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The social commerce role in omnichannel marketing

The social commerce role in omnichannel marketing

With people spending more time online, social commerce offers retailers a chance to target customers on the channels where they’re spending so much of their day and reflect new customer expectations for convenience.

Social commerce blends ecommerce and social media practices and offers brands a relevant way to engage with customers, whilst offering convenience and driving sales. According to research from Bazaarvoice, one in three shoppers globally has made a purchase on social media in the past year.

Jim Herbert, vice president and general manager of EMEA at leading global Open SaaS ecommerce platform BigCommerce shares his thoughts on the rise of social commerce, and how companies can balance the use of social channels with other marketplaces to optimise their ecommerce strategies.

The social commerce role in omnichannel marketing

The successes of social commerce in omnichannel marketing

In social commerce, the entire shopping experience from product discovery to checkout can take place within the social media platform. Brands all around the world are tapping into its potential to redefine the shopping experience and meet new customer expectations with convenience and simplicity. For example, in 2019, tequila brand Patron became the first liquor brand to enable customers to order directly from Instagram using the in-app checkout feature.

However, whilst social commerce can be an excellent opportunity for many brands, knowing your audience is key. Research from eMarketer suggests the rise of social commerce has very much been driven by younger consumers, as they look for more personalised shopping experiences.

TikTok for example is rapidly gaining popularity as a sales platform, as I’ve seen from the recent round of 18th birthdays my daughter has been privy to. And this phenomenon now has its hashtag – #TikTokMadeMeBuyIt. Now with more than 2.3B views of the hashtag, influencers on the app are going as far as creating content solely based on online shopping.

As the demand for rich visual content is high on these platforms, brands that have products they can showcase using visual elements are more likely to enjoy success using social commerce, than those without. A Facebook-developed case study on country fashion brand Barbour shows the retailer has also seen Instagram sales increase by 42% since implementing the feature.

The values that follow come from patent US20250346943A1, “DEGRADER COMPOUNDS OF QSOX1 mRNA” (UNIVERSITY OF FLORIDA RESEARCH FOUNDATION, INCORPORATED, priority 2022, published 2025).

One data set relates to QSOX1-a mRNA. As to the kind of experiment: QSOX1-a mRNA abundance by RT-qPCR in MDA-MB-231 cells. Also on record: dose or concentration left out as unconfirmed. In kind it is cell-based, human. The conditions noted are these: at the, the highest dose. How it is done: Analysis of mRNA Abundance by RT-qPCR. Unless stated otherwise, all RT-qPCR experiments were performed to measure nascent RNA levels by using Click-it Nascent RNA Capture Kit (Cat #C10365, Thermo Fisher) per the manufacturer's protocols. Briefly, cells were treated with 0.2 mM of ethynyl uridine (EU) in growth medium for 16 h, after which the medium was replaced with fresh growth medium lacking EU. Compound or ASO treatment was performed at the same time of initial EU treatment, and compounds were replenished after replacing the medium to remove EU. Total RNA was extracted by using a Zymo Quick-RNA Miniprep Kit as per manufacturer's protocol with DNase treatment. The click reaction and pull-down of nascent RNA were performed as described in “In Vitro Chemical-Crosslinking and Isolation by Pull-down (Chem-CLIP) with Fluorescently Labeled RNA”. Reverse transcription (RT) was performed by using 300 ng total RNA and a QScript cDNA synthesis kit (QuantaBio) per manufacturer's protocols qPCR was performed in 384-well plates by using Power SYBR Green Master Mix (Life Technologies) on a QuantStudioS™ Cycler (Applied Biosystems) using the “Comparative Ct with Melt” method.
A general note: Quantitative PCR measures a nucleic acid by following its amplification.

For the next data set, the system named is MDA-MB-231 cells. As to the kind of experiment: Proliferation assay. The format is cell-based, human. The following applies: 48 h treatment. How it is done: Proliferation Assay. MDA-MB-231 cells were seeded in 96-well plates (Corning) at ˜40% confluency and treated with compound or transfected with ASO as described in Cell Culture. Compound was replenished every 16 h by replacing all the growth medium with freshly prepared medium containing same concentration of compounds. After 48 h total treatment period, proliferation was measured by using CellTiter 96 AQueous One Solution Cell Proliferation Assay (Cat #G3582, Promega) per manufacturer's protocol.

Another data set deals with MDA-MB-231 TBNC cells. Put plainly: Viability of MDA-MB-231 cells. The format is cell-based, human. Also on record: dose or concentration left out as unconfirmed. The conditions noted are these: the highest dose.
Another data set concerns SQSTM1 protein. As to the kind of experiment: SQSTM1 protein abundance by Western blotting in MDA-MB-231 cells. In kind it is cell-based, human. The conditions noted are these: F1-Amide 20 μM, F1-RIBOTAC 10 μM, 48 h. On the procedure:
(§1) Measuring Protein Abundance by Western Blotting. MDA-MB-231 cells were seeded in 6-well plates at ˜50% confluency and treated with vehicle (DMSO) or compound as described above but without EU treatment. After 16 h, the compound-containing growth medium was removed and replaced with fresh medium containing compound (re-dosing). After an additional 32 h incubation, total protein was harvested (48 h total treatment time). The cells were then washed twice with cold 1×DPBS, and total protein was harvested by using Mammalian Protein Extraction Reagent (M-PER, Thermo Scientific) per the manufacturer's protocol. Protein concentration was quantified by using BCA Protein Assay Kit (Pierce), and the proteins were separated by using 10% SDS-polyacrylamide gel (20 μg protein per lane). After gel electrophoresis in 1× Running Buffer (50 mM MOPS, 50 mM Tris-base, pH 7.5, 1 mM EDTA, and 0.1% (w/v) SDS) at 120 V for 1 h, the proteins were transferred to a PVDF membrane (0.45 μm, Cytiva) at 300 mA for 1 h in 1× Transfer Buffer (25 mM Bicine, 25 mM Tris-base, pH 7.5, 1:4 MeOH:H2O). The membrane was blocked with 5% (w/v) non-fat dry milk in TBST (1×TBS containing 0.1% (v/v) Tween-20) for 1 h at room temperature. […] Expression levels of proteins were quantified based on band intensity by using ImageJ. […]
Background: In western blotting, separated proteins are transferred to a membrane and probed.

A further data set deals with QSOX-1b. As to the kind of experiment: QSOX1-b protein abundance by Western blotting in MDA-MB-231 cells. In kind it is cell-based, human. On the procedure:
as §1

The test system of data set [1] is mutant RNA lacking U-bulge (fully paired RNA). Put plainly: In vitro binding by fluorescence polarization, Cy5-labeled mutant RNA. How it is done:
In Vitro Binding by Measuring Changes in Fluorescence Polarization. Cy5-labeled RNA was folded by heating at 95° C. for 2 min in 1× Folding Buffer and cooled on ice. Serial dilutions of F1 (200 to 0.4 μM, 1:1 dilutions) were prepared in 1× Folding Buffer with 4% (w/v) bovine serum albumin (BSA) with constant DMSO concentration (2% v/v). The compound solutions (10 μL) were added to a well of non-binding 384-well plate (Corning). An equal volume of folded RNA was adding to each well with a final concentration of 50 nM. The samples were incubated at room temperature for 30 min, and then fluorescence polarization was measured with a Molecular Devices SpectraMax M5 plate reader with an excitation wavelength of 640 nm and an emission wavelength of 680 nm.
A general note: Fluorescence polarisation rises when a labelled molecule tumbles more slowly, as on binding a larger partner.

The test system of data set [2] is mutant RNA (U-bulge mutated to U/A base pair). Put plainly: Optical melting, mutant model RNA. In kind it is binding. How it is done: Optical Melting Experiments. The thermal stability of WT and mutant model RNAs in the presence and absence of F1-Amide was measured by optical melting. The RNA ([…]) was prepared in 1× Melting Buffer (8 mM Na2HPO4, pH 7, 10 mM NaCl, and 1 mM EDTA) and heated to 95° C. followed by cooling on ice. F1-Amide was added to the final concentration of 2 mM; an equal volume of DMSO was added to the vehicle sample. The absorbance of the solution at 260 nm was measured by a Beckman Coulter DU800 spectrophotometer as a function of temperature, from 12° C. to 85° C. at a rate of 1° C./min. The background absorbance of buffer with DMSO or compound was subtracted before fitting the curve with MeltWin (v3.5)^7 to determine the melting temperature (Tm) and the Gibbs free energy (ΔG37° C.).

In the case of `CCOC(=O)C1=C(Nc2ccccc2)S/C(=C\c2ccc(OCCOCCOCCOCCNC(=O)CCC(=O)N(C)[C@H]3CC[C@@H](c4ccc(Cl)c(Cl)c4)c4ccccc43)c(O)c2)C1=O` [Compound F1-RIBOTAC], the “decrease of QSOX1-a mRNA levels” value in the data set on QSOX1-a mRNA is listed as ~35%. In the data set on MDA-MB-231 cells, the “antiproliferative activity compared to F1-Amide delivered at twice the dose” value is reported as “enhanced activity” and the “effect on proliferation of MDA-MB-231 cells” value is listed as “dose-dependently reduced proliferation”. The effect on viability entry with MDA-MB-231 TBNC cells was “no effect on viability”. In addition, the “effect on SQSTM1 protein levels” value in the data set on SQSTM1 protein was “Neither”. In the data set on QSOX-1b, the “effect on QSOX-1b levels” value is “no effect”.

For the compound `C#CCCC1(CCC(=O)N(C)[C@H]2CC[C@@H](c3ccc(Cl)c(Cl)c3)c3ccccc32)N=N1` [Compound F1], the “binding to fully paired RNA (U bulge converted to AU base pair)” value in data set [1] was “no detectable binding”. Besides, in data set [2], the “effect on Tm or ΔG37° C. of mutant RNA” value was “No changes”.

According to Initials, the price of items also seems to be a determining factor. Research suggests that big-ticket items such as travel and luxury are less popular choices for purchase on social media platforms than more affordable items. To understand when and where to implement a social commerce strategy, brands must fully understand their target markets and the patterns of consumer behaviour.

The future of social commerce in omnichannel marketing

Around 51% of US social media users had considerably increased their social media use by mid-2020. The rise in the amount of time spent on social media coupled with increased reliance on online shopping has contributed to the rapid rise of social commerce.

eMarketer forecasts that the US social commerce market will grow by around 34.8% in 2021. As such, social commerce looks poised to have a significant impact on the way we browse and shop through its ability to create a more streamlined and personalised shopping experience.

Elsewhere, social commerce has played a significant role in shopping experiences and is increasingly influential in driving sales and influencing consumers. One example is Singles Day in China, now the biggest online shopping experience in the world. Last year’s event generated $72.11 billion in sales on Alibaba’s Tmall and sales on JD.com also rose by 32.8% compared to 2019, as retailers in the country continued to tap into Chinese consumers’ increasing social commerce capabilities.

Naturally, as social media use grows, the opportunities for social commerce will also increasingly come to fruition. A major indicator of potential growth is how all major social media platforms continue to enhance their ecommerce capabilities. Facebook and Instagram shops, as well as TikTok and Pinterest catalogues, have all been put in place to deliver an in-app ecommerce experience for users. According to a 2019 letter to investors, Deutsche Bank believes the check-out functionality on Instagram could add $10 billion worth of revenue to Facebook in 2021.

Looking ahead

As the customer journey continues to become more dynamic, there is an increased need for brands to identify what combination of marketplaces and platforms makes the most sense for their specific business and audience. According to the NRF’s Winter 2020 Consumer View, 83% of shoppers say convenience while shopping is more important now compared to five years ago. Retailers today must deliver a more resonant brand and better shopping experience to stay ahead of the competition.

Adopting an omnichannel approach which integrates the in-store and social platform experience can help mitigate some of the limitations of social commerce and enhance customer satisfaction. This strategy also allows retailers to target customers across all the channels and touchpoints they frequent and improve their overall shopping experience.

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